Love Me Knots (with twists) by Sonja van Kerkhoff

Love Me Knots (with twists)

The design for her shirt which features an original 1960s spirogragh drawing made as an ‘alternative activity’ for smoking and the T-shirt was created for the “Your Art Here (too)” on Camberwell Green, South London for Daniel Lehan’s Camberwell arts Week event in 2010. This T-shirt series also had an outing to Brighton with David Medella and the artists of the London Biennale for the project, Longshore Drift. The pink T-shirt, Love Me Knots (with twists) by Sonja van Kerkhoff is a play on materiality and sentiment with the row of rosebud knots at gut level.

Left to Right, 4th row from the front:

The Te T Shirt show

Click for a larger view.

Tīmatanga Kaitiaki (Protected or guided beginning, start or intro) by Jason Ratahi. A T-shirt of slogans in Māori and New Zealand English, Red by Sonja van Kerkhoff, a padded and filled T Shirt. Rabbits by Dulcie Hering. The light blue Tao Shirt by Susan Burgess has the symbol cut. The black shirt at the end of the next row is ‘seed, crop, harvest’ from the album CLAY CLASS DFA Records New York, 2012 by John Thomson, who wrote “My kinetic sculptures feature in the music videos of the U.K. band, Prinzhorn Dance School.” Next is ‘I begin I end’ What I do in between is up to me, a unique symbol screenprint by Megan Corbett while Rabbit by Dulcie Hering is a printed design sewn onto a T-Shirt.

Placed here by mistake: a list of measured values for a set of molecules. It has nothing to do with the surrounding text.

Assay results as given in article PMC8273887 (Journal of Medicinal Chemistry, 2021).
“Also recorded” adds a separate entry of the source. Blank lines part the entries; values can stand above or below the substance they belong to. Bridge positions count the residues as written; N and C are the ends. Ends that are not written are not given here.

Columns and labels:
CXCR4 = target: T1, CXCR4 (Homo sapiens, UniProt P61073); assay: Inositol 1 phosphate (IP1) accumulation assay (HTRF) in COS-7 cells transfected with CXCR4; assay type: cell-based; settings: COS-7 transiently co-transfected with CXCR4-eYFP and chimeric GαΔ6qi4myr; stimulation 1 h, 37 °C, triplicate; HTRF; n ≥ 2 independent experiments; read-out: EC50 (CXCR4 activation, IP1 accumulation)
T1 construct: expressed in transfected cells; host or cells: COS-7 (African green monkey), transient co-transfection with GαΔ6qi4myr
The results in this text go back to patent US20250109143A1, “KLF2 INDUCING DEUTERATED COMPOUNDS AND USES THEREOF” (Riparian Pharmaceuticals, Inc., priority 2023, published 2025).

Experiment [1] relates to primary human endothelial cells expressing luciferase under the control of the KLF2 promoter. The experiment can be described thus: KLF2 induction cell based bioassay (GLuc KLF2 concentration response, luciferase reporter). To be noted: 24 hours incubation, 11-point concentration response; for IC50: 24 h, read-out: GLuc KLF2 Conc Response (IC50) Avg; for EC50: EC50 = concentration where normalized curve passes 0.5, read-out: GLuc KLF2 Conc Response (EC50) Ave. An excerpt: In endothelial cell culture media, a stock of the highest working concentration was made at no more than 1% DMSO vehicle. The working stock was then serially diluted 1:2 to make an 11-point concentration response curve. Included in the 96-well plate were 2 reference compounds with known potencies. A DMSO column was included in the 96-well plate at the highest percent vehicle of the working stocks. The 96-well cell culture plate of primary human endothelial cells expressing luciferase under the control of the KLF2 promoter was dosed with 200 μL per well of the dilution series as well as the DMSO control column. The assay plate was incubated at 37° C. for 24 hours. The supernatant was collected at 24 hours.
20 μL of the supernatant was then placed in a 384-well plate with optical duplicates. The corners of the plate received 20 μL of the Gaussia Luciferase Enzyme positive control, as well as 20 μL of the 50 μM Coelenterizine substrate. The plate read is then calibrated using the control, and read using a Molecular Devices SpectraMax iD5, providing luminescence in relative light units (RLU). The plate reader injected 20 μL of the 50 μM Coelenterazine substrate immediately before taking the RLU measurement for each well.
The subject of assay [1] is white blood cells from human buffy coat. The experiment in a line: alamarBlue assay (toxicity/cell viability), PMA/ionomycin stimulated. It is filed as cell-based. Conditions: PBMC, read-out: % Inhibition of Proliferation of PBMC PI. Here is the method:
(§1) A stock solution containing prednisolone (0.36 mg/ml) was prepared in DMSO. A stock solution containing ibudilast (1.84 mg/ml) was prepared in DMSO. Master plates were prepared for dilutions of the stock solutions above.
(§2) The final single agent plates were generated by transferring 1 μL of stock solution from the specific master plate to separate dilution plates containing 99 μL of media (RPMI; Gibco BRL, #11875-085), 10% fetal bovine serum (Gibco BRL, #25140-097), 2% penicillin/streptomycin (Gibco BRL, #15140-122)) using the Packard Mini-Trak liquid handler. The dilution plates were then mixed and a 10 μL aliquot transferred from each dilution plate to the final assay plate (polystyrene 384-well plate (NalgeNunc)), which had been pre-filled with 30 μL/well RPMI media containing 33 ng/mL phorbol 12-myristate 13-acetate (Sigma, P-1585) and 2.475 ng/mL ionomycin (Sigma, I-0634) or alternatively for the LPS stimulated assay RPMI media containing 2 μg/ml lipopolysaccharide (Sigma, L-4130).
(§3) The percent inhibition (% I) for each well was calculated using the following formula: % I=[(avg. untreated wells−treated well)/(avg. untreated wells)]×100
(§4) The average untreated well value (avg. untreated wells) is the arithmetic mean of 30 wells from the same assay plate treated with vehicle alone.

t-shirts

Details of T-shirts by Susan Burgess + Raewyn Turner.
Click for a larger view.

Apron with anti-spasmodic, anti-arthritic, anti-rheumatic galbanum by Raewyn Turner is a blue T-shirt that was cut and resewn into the form of an apron with cloth sachet of perfume. In constrast to Raewyn’s repurposing of the T-shirt, Forget Us Not is purpose-made by Ursula + Alison for their rural gardening business which cares for the gardens of the oft ‘forgotten’ in our society: the elderly.

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From Iran with Love, Iranian artists in The Hague

8 Jul